The Top 5 Sunscreen and Sun Safety Tips for Boaters

Sun safety is crucial for all boaters. While spending a sunny day on the boat is enjoyable, it's vital to be aware of the potential problems caused by the sun. 

Sunburn discomfort is just one concern; other issues include the risk of skin cancer, sun spots, and premature aging due to overexposure to ultraviolet (UV) rays. However, following proper sunscreen and sun-safety techniques can significantly reduce the damage and allow you to still enjoy your time on the water. 

choose reef-friendly sunscreens

In this post, we'll review the top sunscreen and general sun safety tips every boater should remember this season.

5 Essential Sunscreen Tips for Boaters

1. Apply sunscreen to any exposed skin.

2. Remember to reapply every two hours, after swimming, or when sweating excessively, as protection diminishes over time.

3. Choose between sprays, lotions, or rub-on sticks based on what works best for you and encourages regular reapplication.

4. Remember commonly neglected areas like your lips, hair part, tops of ears and feet, and the backs of your legs. Additionally, use a lip balm with at least SPF 15.

5. Apply sunscreen 15 to 30 minutes before going out in the sun to allow proper absorption. Aim for an amount that could fill a shot glass to cover an average adult's body.

Read Next: Boat Safety Guide

Best Sunscreen for Boaters:

Modern sun products are designed to prioritize protection by limiting the amount of UV rays (both UVA and UVB types) that reach your skin. 

While UVB was traditionally considered more harmful due to sunburn and skin cancer, UVA rays are also damaging, causing long-term skin aging, wrinkles, and sunspots.

Before heading out on your boat, choose a "broad-spectrum" sunscreen that protects against both types of radiation. The American Academy of Dermatology recommends a water-resistant, broad-spectrum sunscreen with a sun protection factor (SPF) of at least 30 or higher.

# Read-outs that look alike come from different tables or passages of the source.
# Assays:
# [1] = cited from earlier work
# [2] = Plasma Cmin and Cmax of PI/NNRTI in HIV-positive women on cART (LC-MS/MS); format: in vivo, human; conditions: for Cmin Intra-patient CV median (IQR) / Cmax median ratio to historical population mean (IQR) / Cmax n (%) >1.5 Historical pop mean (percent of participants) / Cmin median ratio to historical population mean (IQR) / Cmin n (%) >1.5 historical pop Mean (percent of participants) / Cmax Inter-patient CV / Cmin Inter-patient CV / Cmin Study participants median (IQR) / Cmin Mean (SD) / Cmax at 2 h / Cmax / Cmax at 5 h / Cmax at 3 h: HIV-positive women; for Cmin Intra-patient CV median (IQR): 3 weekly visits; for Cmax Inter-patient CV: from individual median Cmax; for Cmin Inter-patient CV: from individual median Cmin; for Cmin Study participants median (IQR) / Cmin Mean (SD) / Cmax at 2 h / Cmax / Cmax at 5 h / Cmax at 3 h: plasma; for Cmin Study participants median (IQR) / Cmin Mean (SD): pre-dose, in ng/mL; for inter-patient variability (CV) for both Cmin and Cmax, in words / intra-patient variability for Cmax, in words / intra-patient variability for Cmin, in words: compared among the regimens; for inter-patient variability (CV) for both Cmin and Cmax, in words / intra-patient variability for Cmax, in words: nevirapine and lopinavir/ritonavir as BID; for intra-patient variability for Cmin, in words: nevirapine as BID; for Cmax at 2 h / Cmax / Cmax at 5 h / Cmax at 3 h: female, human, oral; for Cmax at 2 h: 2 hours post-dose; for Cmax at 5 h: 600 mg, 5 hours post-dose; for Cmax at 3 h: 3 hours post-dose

Sunscreens can be physical or chemical in type; learn more about them in the sections below: 

Physical Sunscreens:

Physical sunscreens, with zinc oxide and/or titanium dioxide as active ingredients, act as a barrier on the skin. They are suitable for sensitive skin but may leave a whitish residue. 

Chemical Sunscreens:

Chemical sunscreens containing active ingredients like oxybenzone, avobenzone, octisalate, octocrylene, homosalate, and octinoxate, absorb the sun's rays and usually rub into the skin without leaving a visible residue. However, they may irritate the skin.

sun protective clothing for boaters

Sun Protective Clothing and Eyewear

In addition to sunscreen, sun-protective clothing is gaining popularity among boaters. These items include shirts, pants, swimwear, broad-brimmed hats, neck and face gaiters, and arm sleeves. 

Sun-protective clothing

These items are rated based on their "ultraviolet protection factor" (UPF), indicating how much of the fabric's UV radiation is blocked. 

For example, a UPF 50 shirt allows only 1/50 of UVA and UVB rays to pass through. Look for UPF clothing that is breathable, moisture-wicking, and has a comfortable, loose fit to avoid feeling clammy. Flatlock stitching enhances comfort by lying flat against the skin and reducing chafing. 


Remember to protect your eyes with full-coverage sunglasses that block harmful UV rays. Polarized lenses are an excellent choice for boaters as they significantly reduce glare from the water. 

Utilize Your Boat's Built-In Sun-Protection Features

Many boats have sun protection features that you should take advantage of! Bimini tops are standard on numerous models, providing shade to those below while allowing good air passage. 
If your boat doesn't have one, consider installing a Bimini top, as they are relatively inexpensive and easy to set up. Hardtops and T-tops also offer sun protection to the captain and passengers in the cockpit. 

Some hardtops even have awning-like extensions that can be extended for additional coverage.

Conclusion: Sun Safety is Crucial When Spending a Day on the Water

By following these sun safety tips, you can significantly reduce the damage caused by the sun while still enjoying your time on the water. Remember, protecting your skin from harmful UV rays is not just about immediate comfort; it's a long-term investment in your health and well-being. So, before you set sail, take the necessary steps to stay safe under the sun and enjoy your boating adventures to the fullest.

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Editor's Note: This article was updated in May 2023.

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